"[A]ppellant argues that the purpose of K.S.A. 40-908 is to benefit homeowners, and that the statute should not be extended to benefit commercial entities. . . . Again, there is nothing in the statutory language which suggests that it should be so limited. `Plaintiff,' as used in the statute, includes corporate as well as non-corporate parties." 236 Kan. at 128.
Although Farm Bureau acknowledged in its brief that the policy, rather than the type of loss, dictates the applicability of K.S.A. 40-908, it argues that the Court of Appeals unreasonably extended the scope of the statute in affirming the district court's award. Farm Bureau asserts that the statute applies only to property insurance claims and thus, is inapplicable to the present liability claim.
In support, Farm Bureau cites Ramsey v. Lee Builders, Inc., 32 Kan. App. 2d 1147, 95 P.3d 1033, rev. denied 278 Kan. 847 (2004). There, an insured builder filed a third-party action against multiple liability insurers to recover attorney fees and costs. A panel of the Court of Appeals held that Farm Bureau did not breach its duty to defend. The court stated that while it notes in passing that "K.S.A. 40-256 and K.S.A. 40-908 [were] inappropriate bases to sustain an award of attorney fees had Farm Bureau breached its duty to defend, [it] need not pursue those issues further in light of the conclusions already reached." 32 Kan. App. 2d at 1158. The court did not analyze the issue or provide support for its conclusion in light of its ruling that Farm Bureau did not breach its duty. The quoted language is therefore dictum because it is unnecessary to the resolution of the Ramsey issue. Black's Law Dictionary 1102 (8th ed. 2004) (judicial comment that is unnecessary to the decision in the case). Farm Bureau provides no other support for its argument.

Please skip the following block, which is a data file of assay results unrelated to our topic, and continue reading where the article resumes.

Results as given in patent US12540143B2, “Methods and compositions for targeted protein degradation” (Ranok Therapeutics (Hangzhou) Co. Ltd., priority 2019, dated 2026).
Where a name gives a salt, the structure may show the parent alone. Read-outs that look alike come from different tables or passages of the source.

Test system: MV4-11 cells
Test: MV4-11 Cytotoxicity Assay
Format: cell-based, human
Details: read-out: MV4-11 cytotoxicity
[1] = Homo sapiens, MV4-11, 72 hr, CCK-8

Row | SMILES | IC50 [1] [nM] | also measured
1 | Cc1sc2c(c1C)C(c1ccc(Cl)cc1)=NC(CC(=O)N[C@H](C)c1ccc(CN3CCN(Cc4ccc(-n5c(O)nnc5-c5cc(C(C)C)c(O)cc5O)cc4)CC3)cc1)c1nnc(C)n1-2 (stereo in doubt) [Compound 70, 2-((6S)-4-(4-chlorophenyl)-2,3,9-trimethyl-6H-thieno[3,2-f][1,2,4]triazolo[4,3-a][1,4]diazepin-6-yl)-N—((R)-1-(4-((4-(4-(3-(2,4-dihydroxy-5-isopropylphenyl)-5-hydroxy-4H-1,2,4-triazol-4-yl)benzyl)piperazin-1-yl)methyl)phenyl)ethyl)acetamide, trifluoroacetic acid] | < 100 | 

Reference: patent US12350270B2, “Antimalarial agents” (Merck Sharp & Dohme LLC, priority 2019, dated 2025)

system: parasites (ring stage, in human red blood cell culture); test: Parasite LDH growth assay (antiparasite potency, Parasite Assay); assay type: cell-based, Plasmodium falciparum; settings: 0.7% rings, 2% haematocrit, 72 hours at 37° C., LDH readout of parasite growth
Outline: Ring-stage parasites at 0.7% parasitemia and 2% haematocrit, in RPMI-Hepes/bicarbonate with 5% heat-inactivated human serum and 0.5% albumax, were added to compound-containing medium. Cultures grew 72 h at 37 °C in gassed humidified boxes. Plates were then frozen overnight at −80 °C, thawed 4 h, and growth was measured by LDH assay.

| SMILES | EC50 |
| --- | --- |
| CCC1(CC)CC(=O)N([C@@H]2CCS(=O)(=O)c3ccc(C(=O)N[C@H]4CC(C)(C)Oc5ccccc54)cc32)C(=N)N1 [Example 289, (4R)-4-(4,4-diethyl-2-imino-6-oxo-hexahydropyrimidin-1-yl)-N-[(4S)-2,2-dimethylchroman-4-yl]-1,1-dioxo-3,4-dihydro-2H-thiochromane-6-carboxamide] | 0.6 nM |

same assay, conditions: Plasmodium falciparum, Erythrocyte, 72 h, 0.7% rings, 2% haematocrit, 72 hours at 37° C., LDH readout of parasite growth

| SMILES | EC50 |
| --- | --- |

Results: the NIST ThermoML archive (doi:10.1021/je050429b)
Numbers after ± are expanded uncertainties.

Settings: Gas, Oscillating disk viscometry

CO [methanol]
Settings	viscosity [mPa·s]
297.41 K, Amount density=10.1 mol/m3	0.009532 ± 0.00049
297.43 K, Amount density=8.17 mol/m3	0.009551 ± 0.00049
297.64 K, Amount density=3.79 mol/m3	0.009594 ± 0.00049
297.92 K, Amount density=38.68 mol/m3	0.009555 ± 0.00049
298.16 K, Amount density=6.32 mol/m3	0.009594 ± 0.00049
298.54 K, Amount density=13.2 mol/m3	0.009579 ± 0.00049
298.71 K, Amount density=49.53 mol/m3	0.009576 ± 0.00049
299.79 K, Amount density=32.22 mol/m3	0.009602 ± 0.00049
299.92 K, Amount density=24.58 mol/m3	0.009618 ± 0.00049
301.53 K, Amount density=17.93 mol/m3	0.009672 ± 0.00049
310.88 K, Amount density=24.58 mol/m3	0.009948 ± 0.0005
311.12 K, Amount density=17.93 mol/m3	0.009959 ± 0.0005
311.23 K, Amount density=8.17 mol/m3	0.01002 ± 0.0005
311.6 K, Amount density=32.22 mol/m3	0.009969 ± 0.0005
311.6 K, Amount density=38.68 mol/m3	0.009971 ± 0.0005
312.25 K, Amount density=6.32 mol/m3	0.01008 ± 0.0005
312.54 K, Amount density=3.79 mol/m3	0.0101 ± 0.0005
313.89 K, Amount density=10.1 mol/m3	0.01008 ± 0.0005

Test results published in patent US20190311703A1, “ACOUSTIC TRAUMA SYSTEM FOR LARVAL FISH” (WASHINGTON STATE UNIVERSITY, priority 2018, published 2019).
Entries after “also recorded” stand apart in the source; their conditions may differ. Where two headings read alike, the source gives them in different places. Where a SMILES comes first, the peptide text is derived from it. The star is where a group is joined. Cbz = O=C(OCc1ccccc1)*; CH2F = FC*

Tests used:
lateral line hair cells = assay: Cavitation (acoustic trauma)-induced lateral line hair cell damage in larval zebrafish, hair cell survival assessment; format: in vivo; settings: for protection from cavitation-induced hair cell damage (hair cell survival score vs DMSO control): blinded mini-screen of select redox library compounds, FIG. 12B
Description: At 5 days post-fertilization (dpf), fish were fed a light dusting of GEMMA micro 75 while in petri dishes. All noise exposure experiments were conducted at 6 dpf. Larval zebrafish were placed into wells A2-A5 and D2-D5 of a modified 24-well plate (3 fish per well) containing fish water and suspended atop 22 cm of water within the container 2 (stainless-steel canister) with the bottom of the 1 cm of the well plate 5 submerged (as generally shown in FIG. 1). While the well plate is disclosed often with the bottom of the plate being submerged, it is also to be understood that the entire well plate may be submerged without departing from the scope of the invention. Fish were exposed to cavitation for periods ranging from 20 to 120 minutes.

Based upon the plain language of K.S.A. 40-908, it applies where a judgment is rendered on any policy that insures against certain types of losses. Hamilton, 263 Kan. at 882. In the instant case, Lee, as plaintiff, recovered a judgment for indemnity against Farm Bureau. The judgment was based on an insurance policy that insured certain property against loss by fire, lightning, windstorm, and hail. Therefore, the district court did not err in awarding, and the Court of Appeals did not err in affirming, attorney fees pursuant to K.S.A. 40-908.
Lee has also timely moved this court, pursuant to K.S.A. 40-908, K.S.A. 40-256, and Supreme Court Rule 7.07(b) (2005 Kan. Ct. R. Annot. 56), for attorney fees and expenses incurred on appeal to this court in the amount of $18,856.96, with supporting affidavits. After consideration of all relevant factors and the affidavits of the parties, we conclude Lee should recover an additional sum of $12,000 for reasonable attorney fees on appeal to this court, to be taxed as costs. See Hochman v. American Family Ins. Co., 9 Kan. App. 2d 151, 155, 673 P.2d 1200 (1984).
The judgment of the Court of Appeals is affirmed. The judgment of the district court is affirmed in part and reversed in part.
REPORTER'S NOTE: Justice Tyler C. Lockett, Retired, was assigned to hear case No. 90, 944 pursuant to the authority vested in the Supreme Court by K.S.A. 20-2616 to fill the vacancy on the court resulting from Justice Gernon's death.